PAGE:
It’s not perfect. It needs a paint job. But, it’s doing its best to keep me and Editor/Husband in and coronavirus out.

I am grateful for this house. I love it. Really, I do. But, I can’t wait to get out of it.

Being in this house is the whole of my world right now.

So, maybe it’s not so odd to rediscover the story of another house and the effort to keep someone out of it.

It’s not an unknown story. You probably know it. But, this story of Willie Mays and his house is a reminder of how far we’ve come … and how not far we’ve come at all.

Toward the end of the 1957 season, the New York Giants and Brooklyn Dodgers formally announced that both teams would move to California in 1958.

 

The Giants last game at the Polo Grounds.

As soon as the season wrapped, Giants players began packing themselves up, looking for new homes in San Francisco.

Embed from Getty Images

 

Willie Mays – by 1957, one of baseball’s biggest superstars – was one of them. Continue reading

Dickey Pearce Turns 45

I love February 29.

Because you can write incredibly wild, yet basically true, things like this:

Happy Birthday to baseball great Dickey Pearce who turns 45 today!

“I ain’t got any education, but nobody can teach me how to play ball.” ~ Dickey Pearce

Born in Brooklyn, he started his professional baseball career there when he was just 5 years old.

(If I tell you now that Dickey Pearce was a “leapling” born on February 29, 1836 and made his baseball debut in 1856 … well, you knew that was coming, but why spoil the fun?)

While I seem to be spending an inordinate part of this month writing about short and stocky players, it is, I think, important to note that Dickey Pearce was 5’3-1/2” (when you’re 5’3” that last half inch is pretty important) and weighed in at 161 pounds.

While 5’3-1/2″ and 161 pounds may sound chubby to you, clearly, those old-time baseball unis were downright slimming. (Pearce is the one in back.)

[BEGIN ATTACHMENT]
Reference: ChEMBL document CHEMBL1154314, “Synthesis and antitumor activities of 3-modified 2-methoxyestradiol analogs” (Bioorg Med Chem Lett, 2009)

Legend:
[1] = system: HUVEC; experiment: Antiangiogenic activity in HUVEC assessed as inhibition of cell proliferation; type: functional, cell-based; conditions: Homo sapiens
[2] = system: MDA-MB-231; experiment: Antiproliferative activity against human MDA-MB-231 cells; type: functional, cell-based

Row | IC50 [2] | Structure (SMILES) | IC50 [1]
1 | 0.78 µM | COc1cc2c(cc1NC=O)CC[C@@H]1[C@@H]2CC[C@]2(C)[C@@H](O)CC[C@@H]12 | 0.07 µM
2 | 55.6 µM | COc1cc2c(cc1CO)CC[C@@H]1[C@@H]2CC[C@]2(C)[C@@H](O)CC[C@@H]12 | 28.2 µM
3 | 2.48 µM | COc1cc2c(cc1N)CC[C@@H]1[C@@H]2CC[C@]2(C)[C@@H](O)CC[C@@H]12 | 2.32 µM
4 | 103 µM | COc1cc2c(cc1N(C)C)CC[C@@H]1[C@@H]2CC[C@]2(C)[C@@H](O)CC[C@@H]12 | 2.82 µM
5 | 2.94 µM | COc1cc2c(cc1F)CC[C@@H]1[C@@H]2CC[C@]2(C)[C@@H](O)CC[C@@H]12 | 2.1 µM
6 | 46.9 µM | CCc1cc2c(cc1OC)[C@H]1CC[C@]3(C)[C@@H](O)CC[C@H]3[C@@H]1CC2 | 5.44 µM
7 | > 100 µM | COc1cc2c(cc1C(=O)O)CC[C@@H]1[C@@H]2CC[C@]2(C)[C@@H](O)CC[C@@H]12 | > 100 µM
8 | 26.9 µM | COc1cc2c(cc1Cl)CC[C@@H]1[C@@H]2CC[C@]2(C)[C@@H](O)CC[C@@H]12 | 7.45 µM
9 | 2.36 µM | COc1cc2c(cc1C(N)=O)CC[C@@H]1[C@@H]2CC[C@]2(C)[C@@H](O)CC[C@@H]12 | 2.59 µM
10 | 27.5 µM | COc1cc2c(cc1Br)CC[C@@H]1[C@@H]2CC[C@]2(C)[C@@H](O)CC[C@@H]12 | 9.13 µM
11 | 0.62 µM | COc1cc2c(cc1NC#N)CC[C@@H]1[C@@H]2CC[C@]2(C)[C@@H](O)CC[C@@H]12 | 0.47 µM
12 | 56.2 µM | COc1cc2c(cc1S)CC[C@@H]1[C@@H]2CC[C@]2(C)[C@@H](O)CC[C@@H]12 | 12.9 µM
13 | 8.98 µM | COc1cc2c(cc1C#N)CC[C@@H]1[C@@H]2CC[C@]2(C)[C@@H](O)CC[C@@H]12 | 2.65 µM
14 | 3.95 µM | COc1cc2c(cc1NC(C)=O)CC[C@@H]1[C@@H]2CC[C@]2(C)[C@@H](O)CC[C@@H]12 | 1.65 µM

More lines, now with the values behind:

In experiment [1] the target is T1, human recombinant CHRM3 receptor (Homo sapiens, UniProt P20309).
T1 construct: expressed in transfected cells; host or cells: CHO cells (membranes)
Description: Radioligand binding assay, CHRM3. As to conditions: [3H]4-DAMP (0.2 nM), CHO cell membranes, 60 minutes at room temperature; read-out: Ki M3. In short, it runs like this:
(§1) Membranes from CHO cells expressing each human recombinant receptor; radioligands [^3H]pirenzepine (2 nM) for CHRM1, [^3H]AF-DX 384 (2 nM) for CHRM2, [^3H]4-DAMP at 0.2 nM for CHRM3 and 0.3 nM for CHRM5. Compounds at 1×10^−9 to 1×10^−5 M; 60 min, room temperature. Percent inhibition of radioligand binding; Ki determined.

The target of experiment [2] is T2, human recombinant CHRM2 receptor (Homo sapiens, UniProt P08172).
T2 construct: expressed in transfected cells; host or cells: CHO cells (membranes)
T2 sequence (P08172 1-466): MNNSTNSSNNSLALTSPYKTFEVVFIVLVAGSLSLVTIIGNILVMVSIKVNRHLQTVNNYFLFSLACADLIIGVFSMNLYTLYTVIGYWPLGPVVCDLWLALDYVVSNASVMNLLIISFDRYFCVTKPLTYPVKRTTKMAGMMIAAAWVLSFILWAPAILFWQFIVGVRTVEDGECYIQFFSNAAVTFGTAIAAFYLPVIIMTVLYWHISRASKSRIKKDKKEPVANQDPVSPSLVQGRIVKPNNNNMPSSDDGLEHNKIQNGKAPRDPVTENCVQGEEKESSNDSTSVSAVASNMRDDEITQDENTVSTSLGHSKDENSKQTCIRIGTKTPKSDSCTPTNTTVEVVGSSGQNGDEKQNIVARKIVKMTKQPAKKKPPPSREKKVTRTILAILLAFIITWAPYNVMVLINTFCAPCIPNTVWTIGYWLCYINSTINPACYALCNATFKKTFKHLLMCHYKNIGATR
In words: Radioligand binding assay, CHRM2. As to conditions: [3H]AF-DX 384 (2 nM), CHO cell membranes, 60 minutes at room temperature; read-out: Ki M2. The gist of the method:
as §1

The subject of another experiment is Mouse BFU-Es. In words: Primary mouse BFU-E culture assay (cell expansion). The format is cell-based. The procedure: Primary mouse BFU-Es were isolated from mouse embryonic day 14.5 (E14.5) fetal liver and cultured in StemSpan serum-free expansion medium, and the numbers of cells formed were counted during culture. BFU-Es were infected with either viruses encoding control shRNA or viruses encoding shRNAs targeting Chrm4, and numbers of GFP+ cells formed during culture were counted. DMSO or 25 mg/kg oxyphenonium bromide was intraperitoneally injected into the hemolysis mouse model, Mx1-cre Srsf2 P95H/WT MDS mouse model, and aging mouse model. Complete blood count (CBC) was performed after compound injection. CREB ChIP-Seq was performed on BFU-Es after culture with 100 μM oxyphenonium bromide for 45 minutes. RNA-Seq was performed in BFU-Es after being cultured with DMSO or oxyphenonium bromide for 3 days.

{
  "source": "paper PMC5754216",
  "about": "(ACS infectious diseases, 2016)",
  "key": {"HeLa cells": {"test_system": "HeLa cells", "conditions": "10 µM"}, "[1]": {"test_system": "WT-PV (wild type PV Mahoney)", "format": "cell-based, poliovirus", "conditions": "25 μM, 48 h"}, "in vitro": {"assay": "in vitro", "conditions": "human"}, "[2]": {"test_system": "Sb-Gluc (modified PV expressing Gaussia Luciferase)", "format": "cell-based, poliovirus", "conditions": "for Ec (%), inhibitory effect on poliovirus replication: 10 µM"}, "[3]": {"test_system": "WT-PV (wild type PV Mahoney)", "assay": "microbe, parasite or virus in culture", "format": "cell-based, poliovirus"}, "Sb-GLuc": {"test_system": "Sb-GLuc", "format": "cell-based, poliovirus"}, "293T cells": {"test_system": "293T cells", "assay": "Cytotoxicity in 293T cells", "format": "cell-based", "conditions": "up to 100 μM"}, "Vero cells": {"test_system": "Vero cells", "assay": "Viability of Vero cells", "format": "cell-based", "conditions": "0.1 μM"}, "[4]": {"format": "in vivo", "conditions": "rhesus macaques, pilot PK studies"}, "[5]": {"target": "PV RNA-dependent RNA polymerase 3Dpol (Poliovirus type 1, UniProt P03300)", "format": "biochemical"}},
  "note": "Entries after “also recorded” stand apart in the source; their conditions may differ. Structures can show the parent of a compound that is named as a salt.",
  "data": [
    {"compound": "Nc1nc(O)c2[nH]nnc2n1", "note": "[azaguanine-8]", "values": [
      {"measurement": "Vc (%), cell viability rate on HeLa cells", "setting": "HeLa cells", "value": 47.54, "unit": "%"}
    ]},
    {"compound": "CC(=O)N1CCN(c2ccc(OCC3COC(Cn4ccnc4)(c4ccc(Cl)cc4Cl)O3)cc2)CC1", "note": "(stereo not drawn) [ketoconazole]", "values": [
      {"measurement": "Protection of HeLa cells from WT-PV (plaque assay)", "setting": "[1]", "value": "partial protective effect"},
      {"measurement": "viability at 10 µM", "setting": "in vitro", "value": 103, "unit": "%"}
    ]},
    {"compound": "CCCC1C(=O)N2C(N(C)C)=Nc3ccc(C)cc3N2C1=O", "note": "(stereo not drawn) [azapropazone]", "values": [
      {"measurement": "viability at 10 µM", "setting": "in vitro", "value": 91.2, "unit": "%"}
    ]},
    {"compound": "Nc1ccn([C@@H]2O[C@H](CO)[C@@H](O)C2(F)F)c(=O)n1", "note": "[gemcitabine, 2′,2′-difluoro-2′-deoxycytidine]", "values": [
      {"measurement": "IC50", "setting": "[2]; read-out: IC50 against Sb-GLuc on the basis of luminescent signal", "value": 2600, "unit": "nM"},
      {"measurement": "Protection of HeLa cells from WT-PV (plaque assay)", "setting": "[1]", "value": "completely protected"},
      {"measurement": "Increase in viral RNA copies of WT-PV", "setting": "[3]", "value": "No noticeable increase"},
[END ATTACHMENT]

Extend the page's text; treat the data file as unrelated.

Pearce, who played in the earliest days of major league baseball – from the 1850s into the 1880s – is credited with turning the roving “short field” position into the more territorial shortstop position that we know today, and, in doing so, may have invented, or developed, or, at very least refined, the double play. Continue reading

The Cupid Of Second Base

In early 1891, second baseman Clarence Childs signed a $2,300 contract with the Baltimore Orioles, about $65,000 in today’s dollars. Upon signing he was immediately paid a $200 advance. He then abandoned the team, saying that the Orioles had deceived him and he could find a better deal elsewhere. The Orioles sued. They lost. And, Childs joined the Cleveland Spiders.

(Months later, the Orioles were still in court trying to get their $200 back. It’s unclear if they ever did.)

Childs jilted the Orioles. Probably wasn’t the first to do it. Definitely not the last. (See: Mark Teixeira, 21st-century Orioles jilter.)

End of story?

But, wait.

What if I told you Clarence Childs wasn’t always called Clarence? What if someone along the way nicknamed him Cupid? Cupid Childs?

Courtesy of Peak99, via Creative Commons

Well, friends, this Valentine’s Day post is practically writing itself. Continue reading

If Pearce Chiles Could Talk …

Allentown PA Leader, 10/4/1900

Pearce Chiles, an infielder/third base coach for the Philadelphia Phillies, was born in 1867 in Deepwater, Missouri. I think it’s fair to say he was an all-around no-goodnik – although thieving miscreant is probably more accurate. Phillies’ backup catcher Morgan Murphy, fellow no-goodnik, devised a system where Murphy, using binoculars, would stand beyond centerfield and steal the signs from the other team’s catcher. Murphy would forward the signs via a telegraph wire buried under the field and connected to a buzzer in the third base coaching box where Chiles stood. The buzzer would vibrate under Chiles’ foot, and he would signal to the batter what pitch was coming.  It was 1900.  

Pearce Chiles

Chiles never spoke publically about the scheme … but if he had …

Those idiots think the DTs ‘smaking my leg twitch.

It ain’t booze.

I hold my likker better ‘n any of ‘em.

Buffoons.

I can stand out here all day in this goddam third base box. And, see, we paid a guy to lay down a wire and it’s buried right here where my right foot stands. I have to stand just so. But, if I do, Murph’ out there just beyond that centerfield point, puts his spyglasses on the other guys’ catcher, and from out there he pushes a button and presto – I get a jolt of pure electricity right through the wire, right to my damn foot.

Mansfield OH News-Journal, 9/19/1900

Curve ball? Fast ball? Murph’s a catcher, he knows all the signs. I know from the buzz he sends me exactly what that pitcher’s gonna throw next.

One buzz, fastball. Two buzzes, something else.

Can you beat that? Continue reading